by Dana Hearne
Beware of good English, Renaissance scholar Margaret
Ferguson warned a Concordia audience, because behind it lies a history
of imperial expansionism as well as the policy of denouncing academics
for their use of jargon.
Ferguson, professor of English at the University of California, Davis,
gave the Lahey Lecture this year, an annual event hosted by the English
department to pay tribute to the late Gerald Francis Lahey, teacher and
former rector of Loyola College.
In her talk, Cultural Literacy and the Question of Jargon: An Historical
Perspective, Ferguson traced the history of the standardization
of the English language.
Great pains were taken to root out signs of barbarism in the use of language,
by provincials or foreigners for example, and solecisms (violations of
the rules of grammar). The purpose was political: to control readers who
lacked full literacy, for example women, the lower classes and immigrants,
and to extend the reach of empire in this case, the British Empire.
Ferguson linked this form of control to the current tendency of denouncing
academics for their use of jargon; bad English, convoluted language, and
In her view, jargon is the pejorative term used by people
who may be unwilling or even unable to make the effort required to understand
Jargon is a hot issue, Ferguson said. We all think we
know what that is. We all think its a bad signifier. But this is
not necessarily so.
Ferguson used law and ethics professor Martha Nussbaums
attack on literary critic Judith Butler, a superstar of 90s academia,
as an example of the tendency to project ones irritation with
stylistic difficulty as a negative moral judgment on the author of the
text in question.
Nussbaum implies that the use of clear language demonstrates a persons
goodness, that philosophy should be a discourse of equals who trade arguments
and counter-arguments without any obscurantist sleight of hand, Ferguson
Butler fails the goodness test because her language is ponderous
and obscure, dense with allusions to other theorists, drawn from a wide
range of theoretical traditions, half of them, in Nussbaums list,
from non-anglophone countries.
Nussbaum praises Scottish philosopher David Hume for his clarity and kindliness,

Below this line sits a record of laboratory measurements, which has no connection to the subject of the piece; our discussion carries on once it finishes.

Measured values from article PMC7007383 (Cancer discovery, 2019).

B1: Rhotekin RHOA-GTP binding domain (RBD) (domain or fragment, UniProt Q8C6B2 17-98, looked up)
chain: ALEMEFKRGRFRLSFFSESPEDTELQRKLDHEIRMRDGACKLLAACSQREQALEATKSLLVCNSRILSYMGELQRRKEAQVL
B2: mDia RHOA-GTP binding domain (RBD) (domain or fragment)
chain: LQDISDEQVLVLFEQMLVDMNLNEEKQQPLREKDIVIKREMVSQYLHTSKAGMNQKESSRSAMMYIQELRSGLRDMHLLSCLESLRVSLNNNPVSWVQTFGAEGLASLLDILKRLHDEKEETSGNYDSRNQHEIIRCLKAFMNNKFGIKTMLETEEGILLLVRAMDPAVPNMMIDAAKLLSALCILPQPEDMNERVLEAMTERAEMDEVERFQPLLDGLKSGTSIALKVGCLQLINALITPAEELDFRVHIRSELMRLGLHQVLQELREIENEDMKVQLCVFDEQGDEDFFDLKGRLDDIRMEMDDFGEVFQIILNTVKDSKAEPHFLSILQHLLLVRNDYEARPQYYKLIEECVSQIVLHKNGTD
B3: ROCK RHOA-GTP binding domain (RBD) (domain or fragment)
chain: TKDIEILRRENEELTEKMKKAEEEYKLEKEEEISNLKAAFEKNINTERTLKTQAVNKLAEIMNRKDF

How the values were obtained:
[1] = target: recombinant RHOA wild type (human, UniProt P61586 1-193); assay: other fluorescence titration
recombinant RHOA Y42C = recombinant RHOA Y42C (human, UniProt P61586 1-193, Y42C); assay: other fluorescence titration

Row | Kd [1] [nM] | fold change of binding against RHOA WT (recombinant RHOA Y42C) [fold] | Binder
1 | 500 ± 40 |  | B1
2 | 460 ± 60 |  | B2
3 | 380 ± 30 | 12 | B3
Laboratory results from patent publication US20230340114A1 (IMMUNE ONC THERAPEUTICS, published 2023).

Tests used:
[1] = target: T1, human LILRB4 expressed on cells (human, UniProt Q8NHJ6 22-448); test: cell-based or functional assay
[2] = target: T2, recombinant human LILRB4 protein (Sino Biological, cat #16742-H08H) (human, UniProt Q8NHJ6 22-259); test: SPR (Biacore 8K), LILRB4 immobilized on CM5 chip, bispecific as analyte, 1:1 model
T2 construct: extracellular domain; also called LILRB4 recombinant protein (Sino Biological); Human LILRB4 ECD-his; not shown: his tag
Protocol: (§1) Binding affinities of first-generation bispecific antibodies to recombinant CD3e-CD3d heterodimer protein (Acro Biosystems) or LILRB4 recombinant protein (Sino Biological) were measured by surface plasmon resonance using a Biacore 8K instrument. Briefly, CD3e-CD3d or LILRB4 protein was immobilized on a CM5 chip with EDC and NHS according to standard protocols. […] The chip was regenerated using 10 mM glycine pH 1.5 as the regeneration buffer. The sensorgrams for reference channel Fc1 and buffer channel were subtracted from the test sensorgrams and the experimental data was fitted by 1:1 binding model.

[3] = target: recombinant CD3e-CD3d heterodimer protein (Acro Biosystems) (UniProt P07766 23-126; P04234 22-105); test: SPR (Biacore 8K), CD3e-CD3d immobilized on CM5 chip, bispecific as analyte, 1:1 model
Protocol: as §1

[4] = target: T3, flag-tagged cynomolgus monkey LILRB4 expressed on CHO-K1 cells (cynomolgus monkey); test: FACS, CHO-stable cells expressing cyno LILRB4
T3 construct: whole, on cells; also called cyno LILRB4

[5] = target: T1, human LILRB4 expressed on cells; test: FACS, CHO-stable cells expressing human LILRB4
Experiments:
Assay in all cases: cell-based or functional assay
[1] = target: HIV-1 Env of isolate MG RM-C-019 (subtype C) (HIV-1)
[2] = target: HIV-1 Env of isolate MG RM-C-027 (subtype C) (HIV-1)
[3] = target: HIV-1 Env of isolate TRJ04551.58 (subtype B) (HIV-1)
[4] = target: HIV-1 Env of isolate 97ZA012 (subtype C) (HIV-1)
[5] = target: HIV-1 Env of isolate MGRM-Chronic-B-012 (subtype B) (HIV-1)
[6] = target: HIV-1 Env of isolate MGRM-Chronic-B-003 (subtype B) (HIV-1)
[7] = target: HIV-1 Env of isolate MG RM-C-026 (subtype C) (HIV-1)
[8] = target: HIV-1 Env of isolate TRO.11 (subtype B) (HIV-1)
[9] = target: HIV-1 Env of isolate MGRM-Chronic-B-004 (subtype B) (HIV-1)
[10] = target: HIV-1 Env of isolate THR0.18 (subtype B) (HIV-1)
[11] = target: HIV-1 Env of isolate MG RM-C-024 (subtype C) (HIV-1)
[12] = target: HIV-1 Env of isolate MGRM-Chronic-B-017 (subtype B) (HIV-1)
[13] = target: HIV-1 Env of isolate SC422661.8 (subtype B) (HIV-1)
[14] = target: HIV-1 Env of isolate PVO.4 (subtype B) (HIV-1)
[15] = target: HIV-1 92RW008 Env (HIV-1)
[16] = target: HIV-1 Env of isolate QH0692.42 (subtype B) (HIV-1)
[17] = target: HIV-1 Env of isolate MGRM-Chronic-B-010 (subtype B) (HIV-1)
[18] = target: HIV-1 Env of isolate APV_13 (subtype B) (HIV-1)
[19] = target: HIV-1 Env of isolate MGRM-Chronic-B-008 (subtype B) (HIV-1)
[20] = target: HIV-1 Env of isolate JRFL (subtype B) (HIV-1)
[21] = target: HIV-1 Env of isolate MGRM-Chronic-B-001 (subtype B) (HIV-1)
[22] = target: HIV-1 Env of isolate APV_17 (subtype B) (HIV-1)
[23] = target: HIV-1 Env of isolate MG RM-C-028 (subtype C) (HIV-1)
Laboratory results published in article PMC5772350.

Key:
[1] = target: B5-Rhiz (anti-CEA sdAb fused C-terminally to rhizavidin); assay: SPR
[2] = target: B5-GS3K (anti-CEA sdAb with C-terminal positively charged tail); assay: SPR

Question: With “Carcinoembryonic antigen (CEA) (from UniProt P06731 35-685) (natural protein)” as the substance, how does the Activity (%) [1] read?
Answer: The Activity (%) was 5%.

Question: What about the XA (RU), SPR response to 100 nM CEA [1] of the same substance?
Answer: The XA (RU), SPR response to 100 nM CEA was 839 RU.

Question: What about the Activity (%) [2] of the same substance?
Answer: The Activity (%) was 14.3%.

in the form of simplicity, towards his readers, but Ferguson argues that
this is a misreading of Hume, who, in fact, she suggests, joins Judith
Butler, Theodor Adorno, Walter Benjamin and Fredric Jameson, among others,
in pointing to the intellectual value of not being too kind to your readers.
Ferguson refers to Adornos scorn for what he called the ideologies
of lucidity, objectivity and concise precision; and to Benjamins
concept of writing against the grain.
The stylistic ideal of clarity is only partially understood, Ferguson
said, if it is associated chiefly with moral qualities such as kindness
to the reader. We need to ask, Which reader? Born where? How educated?
We should be asking why different readers may have different degrees of
tolerance for aspects of a texts language that seem alien, foreign,
unknown or, at least, hard to know without considerable expenditure of
time and energy.
Is criticism never justified? asked one member of the audience.
Yes, but its a transaction, Ferguson responded. There
are different communities of readers all with their own professional jargons.
Its a problem to assume some things are good (like Shakespeare)
and others bad (like Derrida). You have to make your case.
Rhetoric works with what the reader understands, she said. We cant
just denigrate certain interpretative communities. We have to ask who
will understand, and see what the audience picks up. Judith Butler
has a fanzine, for goodness sake! Discursive communities are not
In response to another question, Ferguson said that academics need to
reach out to a wider community. Writers should also make an effort within
their own discourse to define their terms and to imagine a reader.
Often, however, anti-jargon attacks are convenient displacement strategies
for what is in reality an effort to promote a different agenda
even a national agenda (as could be the case in the attack
by some American feminists against French feminism), or simply an inability
to understand the other discourse.